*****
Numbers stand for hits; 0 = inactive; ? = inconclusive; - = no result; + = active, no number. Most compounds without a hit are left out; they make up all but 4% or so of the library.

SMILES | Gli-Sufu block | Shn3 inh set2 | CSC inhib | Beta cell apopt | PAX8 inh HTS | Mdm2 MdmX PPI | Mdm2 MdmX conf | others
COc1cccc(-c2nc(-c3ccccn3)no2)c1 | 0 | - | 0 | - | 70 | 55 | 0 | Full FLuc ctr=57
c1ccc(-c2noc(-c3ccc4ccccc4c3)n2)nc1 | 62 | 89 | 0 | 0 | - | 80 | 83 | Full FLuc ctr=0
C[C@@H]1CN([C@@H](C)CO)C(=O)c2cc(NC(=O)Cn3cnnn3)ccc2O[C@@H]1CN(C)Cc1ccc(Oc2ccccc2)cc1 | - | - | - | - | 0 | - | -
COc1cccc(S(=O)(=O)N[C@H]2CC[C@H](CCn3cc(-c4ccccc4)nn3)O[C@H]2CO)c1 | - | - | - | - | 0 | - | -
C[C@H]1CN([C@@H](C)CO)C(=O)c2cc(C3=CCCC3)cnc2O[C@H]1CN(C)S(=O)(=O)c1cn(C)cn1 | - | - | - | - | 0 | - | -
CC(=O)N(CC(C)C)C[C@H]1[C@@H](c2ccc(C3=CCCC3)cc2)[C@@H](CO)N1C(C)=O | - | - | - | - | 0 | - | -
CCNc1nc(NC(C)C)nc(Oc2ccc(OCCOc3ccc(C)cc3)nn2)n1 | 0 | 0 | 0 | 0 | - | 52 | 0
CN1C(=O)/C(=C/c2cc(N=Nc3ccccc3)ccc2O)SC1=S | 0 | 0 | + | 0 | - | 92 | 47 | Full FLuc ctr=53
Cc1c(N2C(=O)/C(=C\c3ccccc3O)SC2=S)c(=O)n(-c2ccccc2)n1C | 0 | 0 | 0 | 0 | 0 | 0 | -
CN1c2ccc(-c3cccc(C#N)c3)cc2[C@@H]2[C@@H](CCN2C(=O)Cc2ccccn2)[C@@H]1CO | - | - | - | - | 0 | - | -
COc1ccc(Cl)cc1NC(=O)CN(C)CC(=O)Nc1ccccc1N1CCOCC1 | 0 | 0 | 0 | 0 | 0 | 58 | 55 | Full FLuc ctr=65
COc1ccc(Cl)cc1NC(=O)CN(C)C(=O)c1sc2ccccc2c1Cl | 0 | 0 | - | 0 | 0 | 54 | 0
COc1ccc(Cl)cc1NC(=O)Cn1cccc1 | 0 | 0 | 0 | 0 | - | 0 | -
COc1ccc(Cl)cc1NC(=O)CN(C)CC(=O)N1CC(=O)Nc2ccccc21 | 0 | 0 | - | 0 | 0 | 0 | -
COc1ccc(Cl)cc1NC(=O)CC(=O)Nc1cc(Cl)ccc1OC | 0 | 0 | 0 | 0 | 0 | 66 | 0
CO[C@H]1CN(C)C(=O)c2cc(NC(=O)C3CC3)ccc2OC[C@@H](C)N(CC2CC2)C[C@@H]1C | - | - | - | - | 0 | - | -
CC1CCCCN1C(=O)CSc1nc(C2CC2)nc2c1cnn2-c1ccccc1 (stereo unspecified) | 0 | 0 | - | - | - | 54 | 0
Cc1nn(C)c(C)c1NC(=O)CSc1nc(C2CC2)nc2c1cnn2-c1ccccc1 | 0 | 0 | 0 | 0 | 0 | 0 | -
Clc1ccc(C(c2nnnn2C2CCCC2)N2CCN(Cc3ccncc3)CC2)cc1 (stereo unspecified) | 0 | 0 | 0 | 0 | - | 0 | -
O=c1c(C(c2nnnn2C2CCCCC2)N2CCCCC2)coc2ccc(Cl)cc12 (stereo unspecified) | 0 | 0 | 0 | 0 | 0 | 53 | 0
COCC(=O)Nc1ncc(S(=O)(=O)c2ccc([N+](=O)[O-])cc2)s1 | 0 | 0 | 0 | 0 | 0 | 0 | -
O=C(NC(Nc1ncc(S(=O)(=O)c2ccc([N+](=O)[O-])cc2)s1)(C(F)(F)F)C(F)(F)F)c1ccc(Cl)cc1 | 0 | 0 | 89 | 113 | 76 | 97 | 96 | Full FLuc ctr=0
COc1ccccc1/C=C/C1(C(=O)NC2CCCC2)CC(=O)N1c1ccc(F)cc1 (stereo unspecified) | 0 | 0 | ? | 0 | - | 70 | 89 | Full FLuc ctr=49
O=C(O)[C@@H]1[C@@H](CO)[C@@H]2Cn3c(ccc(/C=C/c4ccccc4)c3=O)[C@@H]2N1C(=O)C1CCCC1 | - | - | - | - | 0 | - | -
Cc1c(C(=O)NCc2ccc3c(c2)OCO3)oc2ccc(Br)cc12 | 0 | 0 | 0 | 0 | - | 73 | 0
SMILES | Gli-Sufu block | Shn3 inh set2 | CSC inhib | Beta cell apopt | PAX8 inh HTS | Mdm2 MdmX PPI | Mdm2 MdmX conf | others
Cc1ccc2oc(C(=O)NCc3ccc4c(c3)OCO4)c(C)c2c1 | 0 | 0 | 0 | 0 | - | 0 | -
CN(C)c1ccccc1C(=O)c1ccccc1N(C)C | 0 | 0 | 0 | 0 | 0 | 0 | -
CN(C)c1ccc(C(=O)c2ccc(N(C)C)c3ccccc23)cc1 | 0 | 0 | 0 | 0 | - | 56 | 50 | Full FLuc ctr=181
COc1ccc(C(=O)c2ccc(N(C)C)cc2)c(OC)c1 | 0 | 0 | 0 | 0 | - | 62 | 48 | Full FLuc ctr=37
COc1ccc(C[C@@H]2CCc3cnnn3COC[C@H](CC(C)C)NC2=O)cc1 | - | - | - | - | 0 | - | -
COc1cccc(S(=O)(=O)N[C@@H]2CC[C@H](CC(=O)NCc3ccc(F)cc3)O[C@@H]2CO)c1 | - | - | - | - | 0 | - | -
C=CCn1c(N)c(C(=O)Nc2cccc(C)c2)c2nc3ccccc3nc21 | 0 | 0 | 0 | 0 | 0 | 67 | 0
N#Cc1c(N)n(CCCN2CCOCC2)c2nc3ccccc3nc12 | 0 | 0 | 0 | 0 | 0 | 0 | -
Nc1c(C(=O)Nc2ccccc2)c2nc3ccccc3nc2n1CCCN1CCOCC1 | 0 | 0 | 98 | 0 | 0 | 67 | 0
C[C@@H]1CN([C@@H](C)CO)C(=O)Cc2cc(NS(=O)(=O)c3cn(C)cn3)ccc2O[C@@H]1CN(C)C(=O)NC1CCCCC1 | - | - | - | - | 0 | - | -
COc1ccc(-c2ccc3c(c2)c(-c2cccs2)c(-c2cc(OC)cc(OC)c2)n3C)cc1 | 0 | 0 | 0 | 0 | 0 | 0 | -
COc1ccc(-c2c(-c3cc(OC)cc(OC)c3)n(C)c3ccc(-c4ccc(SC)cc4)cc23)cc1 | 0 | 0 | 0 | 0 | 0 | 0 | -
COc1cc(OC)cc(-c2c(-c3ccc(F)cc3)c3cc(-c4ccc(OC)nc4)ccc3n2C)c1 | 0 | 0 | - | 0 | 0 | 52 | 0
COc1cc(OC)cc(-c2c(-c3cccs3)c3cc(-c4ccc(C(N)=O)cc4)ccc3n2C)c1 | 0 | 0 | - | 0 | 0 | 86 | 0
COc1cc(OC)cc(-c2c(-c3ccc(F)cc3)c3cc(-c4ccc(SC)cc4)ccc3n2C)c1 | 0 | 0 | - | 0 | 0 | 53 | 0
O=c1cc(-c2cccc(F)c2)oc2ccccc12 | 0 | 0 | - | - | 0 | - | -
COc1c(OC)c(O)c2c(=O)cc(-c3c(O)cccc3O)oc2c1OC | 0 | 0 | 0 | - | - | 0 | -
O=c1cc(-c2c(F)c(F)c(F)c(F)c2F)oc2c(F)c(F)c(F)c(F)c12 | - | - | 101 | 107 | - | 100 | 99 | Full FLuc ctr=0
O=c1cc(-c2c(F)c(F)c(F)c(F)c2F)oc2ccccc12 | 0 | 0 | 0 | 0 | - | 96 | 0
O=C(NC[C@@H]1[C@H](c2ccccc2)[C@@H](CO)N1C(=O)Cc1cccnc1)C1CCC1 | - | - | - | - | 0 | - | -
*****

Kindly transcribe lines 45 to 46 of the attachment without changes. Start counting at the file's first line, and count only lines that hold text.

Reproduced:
COc1c(OC)c(O)c2c(=O)cc(-c3c(O)cccc3O)oc2c1OC | 0 | 0 | 0 | - | - | 0 | -
O=c1cc(-c2c(F)c(F)c(F)c(F)c2F)oc2c(F)c(F)c(F)c(F)c12 | - | - | 101 | 107 | - | 100 | 99 | Full FLuc ctr=0